During today's staff chapel worship, the staff member who was leading our time of worship helped us to experience the joy of the Lord in ways that she didn't anticipate. She began by reading Psalm 100, a wonderful psalm of thanksgiving.
Make a joyful noise to the Lord, all the earth. Worship the Lord with gladness; come into his presence with singing. Know that the Lord is God. It is he that made us, and we are his; we are his people, and the sheep of his pasture. Enter his gates with thanksgiving and his courts with praise. Give thanks to him, bless his name. For the Lord is good; his steadfast love endures forever, and his faithfulness to all generations.
As is our staff chapel tradition, the person who leads the worship, also provides the communion elements of bread and juice. Before the staff members came forward to receive the Sacrament, she cautioned us, "The juice might not taste right because it's a little old." There were a few snickers from staff members as we thought about the communion juice possibly having a little kick in it.
Quickly, we composed ourselves as we began to form a line to receive the Sacrament. The staff member served us by holding the bread and the filled chalice of expired grape juice. Usually the line to receive communion moves rather swiftly as each person tears off a piece of bread, dips it into the chalice and communes, but not this time.
The first person in line attempted to tear off a piece of bread but no matter how much she tried, the piece she was grabbing just wouldn't tear off. That's when I heard the staff member who brought the communion elements say, "Oh, I probably shouldn't have bought sour dough bread to use for communion!"
This prompted more giggles and laughter as all of us wondered if we might each need a pair of tweezers to use on this stubborn type of bread. Finally, the piece ripped off and the first person in line dipped it into the expired grape juice.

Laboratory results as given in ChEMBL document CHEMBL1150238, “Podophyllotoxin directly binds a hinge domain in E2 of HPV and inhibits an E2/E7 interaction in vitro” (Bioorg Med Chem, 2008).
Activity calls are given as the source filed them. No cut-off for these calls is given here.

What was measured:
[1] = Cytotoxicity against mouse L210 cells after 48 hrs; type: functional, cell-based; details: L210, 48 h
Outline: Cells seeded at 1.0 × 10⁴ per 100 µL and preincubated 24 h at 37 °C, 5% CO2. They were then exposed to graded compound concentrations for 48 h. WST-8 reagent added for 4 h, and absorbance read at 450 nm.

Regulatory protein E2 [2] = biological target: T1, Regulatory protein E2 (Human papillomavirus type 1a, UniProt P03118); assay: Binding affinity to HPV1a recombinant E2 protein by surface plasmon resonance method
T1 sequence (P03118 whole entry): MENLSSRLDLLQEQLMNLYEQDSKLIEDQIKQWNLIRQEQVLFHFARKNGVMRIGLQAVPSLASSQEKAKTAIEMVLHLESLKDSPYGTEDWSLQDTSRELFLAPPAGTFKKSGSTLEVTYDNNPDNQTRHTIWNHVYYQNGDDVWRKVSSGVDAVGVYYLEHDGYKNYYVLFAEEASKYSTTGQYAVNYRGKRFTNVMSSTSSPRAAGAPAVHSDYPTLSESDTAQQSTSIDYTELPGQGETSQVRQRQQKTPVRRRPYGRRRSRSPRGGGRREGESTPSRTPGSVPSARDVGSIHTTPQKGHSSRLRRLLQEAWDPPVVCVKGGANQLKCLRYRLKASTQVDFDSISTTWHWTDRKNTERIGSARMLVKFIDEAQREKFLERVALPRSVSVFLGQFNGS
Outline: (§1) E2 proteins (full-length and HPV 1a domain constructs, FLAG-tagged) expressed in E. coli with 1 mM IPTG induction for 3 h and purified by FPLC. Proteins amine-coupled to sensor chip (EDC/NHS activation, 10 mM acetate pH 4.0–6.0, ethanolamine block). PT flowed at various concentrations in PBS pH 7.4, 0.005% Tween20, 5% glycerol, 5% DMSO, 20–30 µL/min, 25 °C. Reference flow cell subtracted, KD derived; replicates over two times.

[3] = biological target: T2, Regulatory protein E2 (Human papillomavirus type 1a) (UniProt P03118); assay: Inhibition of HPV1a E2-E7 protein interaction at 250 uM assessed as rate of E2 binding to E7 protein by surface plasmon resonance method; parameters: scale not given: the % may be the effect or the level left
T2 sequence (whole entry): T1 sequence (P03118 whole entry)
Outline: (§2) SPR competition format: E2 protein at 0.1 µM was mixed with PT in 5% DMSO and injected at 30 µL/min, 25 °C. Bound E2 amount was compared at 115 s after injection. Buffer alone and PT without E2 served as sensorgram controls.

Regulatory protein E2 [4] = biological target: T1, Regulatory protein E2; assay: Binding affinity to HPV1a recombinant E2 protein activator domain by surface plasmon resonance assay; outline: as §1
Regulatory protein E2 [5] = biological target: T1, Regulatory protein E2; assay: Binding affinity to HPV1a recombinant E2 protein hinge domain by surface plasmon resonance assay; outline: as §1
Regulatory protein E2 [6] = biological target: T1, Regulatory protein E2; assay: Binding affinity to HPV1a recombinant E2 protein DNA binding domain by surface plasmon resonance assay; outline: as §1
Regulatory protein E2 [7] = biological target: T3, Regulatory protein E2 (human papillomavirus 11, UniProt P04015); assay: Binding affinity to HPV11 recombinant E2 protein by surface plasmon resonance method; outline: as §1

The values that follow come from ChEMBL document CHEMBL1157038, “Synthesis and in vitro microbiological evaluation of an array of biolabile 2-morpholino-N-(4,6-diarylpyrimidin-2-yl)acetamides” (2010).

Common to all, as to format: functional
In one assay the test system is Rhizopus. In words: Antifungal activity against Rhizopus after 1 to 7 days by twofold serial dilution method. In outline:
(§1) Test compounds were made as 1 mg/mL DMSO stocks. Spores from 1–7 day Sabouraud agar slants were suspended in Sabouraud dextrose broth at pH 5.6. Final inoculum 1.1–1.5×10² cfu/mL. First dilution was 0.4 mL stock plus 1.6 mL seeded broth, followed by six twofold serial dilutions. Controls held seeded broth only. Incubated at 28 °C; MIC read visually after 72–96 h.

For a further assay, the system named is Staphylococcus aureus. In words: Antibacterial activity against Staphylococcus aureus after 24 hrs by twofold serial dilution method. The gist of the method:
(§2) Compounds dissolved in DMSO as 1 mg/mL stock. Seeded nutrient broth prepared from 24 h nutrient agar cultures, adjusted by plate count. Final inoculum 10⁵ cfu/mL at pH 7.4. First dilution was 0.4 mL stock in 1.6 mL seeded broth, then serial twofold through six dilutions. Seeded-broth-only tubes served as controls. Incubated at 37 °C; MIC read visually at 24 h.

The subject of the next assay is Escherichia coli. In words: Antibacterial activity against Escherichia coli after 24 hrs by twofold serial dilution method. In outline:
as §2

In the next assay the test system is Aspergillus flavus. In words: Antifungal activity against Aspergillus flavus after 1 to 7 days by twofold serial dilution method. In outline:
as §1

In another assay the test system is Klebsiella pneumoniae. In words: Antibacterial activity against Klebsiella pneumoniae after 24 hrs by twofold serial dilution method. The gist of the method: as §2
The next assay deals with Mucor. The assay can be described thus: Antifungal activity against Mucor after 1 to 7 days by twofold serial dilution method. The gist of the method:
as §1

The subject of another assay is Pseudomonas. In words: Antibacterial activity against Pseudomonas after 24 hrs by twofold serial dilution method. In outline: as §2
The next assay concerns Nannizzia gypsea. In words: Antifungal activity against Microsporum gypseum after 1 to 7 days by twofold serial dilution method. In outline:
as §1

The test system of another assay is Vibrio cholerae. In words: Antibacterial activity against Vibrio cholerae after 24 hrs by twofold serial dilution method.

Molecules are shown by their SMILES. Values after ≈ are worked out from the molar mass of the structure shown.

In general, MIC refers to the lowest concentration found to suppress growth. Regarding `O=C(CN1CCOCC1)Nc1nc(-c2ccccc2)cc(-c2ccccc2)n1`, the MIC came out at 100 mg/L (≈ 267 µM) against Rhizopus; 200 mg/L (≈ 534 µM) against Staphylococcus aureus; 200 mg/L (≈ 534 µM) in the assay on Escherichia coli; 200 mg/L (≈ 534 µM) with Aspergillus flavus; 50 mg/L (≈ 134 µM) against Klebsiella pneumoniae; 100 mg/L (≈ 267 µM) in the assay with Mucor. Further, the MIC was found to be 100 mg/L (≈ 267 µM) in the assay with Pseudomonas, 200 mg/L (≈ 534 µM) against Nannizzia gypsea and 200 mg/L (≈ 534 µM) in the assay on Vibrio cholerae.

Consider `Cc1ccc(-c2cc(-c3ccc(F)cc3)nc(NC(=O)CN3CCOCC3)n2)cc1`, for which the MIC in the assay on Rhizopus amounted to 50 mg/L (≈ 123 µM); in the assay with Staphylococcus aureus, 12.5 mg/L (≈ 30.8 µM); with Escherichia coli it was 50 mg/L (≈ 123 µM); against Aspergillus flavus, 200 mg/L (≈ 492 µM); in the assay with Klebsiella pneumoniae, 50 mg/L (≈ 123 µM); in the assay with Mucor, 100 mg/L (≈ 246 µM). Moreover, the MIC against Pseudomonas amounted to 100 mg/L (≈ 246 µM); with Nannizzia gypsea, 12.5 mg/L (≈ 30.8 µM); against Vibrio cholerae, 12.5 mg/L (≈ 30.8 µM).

The next person in line had the same problem. After he worked at it for a few seconds, the staff member who was holding the bread said these words of encouragement to him, "Good luck." I have received Holy Communion all of my life and I don't ever remember hearing the communion officiant say the words, "Good luck!"
Again, more laughter. Finally, after everyone had communed, we regained our composure and shared in a closing prayer.
One thing is for sure. We will never forget this staff chapel worship service when we used sour dough bread and expired grape juice. It was like God was saying to us, "When things don't work out the way you want, you can still be filled with joy."
Holy Communion is also known as the Eucharist which in the Greek means "thanks." Holy communion is a thank you meal. Joy and thanksgiving go hand in hand.
This Thursday, as we gather around the table for the great big meal with family and friends, don't worry if the stuffing is a little too dry or the rolls stayed in the oven ten minutes too long. It just may be God's way of helping us to not take ourselves too seriously.
All we need to remember is to enter his gates with thanksgiving and his courts with praise.
Happy Imperfect Thanksgiving!